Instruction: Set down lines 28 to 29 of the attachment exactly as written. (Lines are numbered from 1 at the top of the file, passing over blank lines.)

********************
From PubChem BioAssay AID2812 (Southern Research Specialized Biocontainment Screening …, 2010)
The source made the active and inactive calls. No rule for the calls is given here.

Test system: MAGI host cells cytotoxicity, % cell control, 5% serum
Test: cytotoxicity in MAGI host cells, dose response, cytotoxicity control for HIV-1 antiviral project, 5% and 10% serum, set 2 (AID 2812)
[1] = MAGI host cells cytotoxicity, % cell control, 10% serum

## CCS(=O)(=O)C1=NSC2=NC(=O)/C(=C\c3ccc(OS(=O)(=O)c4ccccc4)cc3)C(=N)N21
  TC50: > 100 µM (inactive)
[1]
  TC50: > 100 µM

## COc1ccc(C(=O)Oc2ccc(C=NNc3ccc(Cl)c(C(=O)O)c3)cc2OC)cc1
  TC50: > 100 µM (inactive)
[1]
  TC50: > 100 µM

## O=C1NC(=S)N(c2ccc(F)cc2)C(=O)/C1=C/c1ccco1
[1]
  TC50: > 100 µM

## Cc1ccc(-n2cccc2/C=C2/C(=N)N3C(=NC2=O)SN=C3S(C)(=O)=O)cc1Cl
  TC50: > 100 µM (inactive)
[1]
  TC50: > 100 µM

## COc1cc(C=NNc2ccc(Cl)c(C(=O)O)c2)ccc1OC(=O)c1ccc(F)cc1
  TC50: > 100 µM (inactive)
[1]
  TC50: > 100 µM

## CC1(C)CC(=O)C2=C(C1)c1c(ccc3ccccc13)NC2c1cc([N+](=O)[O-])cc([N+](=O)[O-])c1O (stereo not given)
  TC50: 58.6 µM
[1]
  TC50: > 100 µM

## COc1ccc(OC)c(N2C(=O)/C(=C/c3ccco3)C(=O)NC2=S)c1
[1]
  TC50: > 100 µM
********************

  TC50: > 100 µM

## COc1ccc(OC)c(N2C(=O)/C(=C/c3ccco3)C(=O)NC2=S)c1